Gophers’ blueliners take offensive philosophy all the way to the net

Defensemen have scored 28 percent of Minnesota’s goals in the last three series.

Ben Goessling

The evidence was pretty clear Saturday: Mike Vannelli slipping behind two defenders in the slot, taking a crisp pass from Danny Irmen and faking Michigan Tech goaltender Cam Ellsworth to his knees before flipping a backhand home.

It would have been an impressive goal for a forward.

But Vannelli is a defenseman.

And anyone looking for proof the position has changed at Minnesota can quit searching.

Vannelli is just one of several blueliners on Minnesota’s men’s hockey team who is just as comfortable jumping into the offense as he is dishing out a body check.

This crop of offensive-minded defensemen isn’t new to the Gophers. In fact, they’re part of a long line that includes Jordan Leopold, Paul Martin and Keith Ballard.

But they’re quickly becoming proof of the rule, not the exception.

“Very rarely have we gone for a physical, stay-at-home defenseman,” said assistant coach Mike Guentzel, who is responsible for the defense. “We’re looking at transitional guys with the feet to jump in and the hand skills to move the puck.”

Despite the fact that it includes three freshmen and a sophomore, Minnesota’s defensive corps is second in the WCHA in scoring and has accounted for 28 percent of the Gophers’ goals during their last three series.

“The forwards can’t carry us every night,” said freshman Derek Peltier, whose six goals lead Gophers defensemen. “A lot of times, they’re setting us up, hitting us late and we’re finishing.”

Guentzel carries on a philosophy started after former Gophers coach Doug Woog returned from his position as the assistant coach of the 1984 Olympic team.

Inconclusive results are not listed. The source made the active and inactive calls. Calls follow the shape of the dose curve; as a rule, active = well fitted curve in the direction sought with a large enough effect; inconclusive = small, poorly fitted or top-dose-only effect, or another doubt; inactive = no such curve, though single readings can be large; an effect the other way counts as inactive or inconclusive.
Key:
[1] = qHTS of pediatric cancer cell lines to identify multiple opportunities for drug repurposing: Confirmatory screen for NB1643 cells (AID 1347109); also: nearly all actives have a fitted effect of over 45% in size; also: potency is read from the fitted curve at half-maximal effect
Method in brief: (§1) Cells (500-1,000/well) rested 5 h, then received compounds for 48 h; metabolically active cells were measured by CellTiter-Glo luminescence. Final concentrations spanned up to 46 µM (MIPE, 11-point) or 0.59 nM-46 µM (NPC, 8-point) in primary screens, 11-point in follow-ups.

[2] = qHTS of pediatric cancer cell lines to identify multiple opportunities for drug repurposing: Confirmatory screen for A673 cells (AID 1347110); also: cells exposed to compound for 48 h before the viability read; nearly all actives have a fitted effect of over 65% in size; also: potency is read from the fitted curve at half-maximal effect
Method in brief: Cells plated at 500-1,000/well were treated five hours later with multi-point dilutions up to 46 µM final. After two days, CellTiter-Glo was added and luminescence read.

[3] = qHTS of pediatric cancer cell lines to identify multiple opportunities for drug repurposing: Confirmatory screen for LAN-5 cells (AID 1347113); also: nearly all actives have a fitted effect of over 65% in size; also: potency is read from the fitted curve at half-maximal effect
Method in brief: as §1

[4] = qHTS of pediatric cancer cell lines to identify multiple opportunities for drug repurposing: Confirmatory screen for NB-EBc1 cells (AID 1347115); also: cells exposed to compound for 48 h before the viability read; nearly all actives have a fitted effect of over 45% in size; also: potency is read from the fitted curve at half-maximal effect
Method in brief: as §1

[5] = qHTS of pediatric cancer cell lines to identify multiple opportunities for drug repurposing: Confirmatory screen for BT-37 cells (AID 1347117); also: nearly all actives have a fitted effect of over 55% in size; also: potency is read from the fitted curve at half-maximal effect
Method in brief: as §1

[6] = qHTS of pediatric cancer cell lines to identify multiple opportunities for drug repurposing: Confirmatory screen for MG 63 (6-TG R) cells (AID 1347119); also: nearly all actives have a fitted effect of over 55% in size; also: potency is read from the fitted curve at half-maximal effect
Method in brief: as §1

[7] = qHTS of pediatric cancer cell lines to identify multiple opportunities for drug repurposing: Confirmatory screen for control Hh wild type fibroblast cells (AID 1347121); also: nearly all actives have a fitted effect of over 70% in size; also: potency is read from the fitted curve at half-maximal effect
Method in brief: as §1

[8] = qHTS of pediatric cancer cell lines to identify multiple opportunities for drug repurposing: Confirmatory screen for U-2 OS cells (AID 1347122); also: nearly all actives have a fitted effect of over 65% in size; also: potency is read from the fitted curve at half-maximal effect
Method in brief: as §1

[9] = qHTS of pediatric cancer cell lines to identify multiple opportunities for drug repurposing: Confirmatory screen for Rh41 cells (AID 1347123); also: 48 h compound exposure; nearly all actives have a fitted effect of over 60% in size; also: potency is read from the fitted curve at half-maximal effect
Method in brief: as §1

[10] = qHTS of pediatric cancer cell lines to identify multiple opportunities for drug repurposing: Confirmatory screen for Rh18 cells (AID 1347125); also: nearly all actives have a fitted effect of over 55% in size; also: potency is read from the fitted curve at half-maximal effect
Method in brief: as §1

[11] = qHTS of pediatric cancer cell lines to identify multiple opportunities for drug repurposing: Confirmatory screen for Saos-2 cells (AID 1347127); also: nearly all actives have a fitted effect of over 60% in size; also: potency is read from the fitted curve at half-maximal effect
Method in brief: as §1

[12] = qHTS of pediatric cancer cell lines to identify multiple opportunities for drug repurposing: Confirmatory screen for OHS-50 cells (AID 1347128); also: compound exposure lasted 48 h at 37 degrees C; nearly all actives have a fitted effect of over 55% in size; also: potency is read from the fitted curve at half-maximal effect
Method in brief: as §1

It starts with recruiting, in which the 11th-year assistant coach brings in players like Vannelli, who began his hockey career as a forward, and Peltier, who grew up watching Leopold in the Robbinsdale Armstrong hockey program.

From there, the Gophers tailor much of their practice routine toward teaching defensemen to move the puck.

Minnesota starts almost every practice with a series of drills that emphasize shooting, skating and passing.

And in those drills, there is basically no difference between defensemen and forwards.

“It’s something they learn from day one,” Guentzel said. “We allow the defensemen to jump in the play, and we encourage the forwards to use the ‘D.’ It opens up seams for everybody.”

It paid off again Friday, when Mike Howe found a wide-open Judd Stevens in the slot for Minnesota’s second goal of a 4-2 win over Michigan Tech.

“It was perfect. In some cases, a young kid like Mike Howe would be in a hurry and not stop to look for the ‘D,’ ” Guentzel said. “But we had a young guy with the poise to look and a veteran that trusted he would get the puck.”

But with that much independence, there is always a learning curve.

Vannelli and Peltier, who have played together most of the season, said it took them some time to learn the system and to know just when to take advantage of it.

“It’s definitely a fine line in knowing when to stay back,” Vannelli said. “You have to remember to follow the rush rather than leading it. A lot of it has to do with making smart decisions.”

When the system works, though, it becomes one of Minnesota’s biggest weapons.

And, sometimes, it makes all the difference.

Minnesota’s defensemen scored three goals in a 4-3 win over Minnesota-Duluth on Jan. 28 and matched that output in a 5-4 win over St. Cloud State on Feb. 25.

“I think they’re learning. You can see it in our second-half offensive totals,” Guentzel said. “Our numbers hold their own against anybody’s.”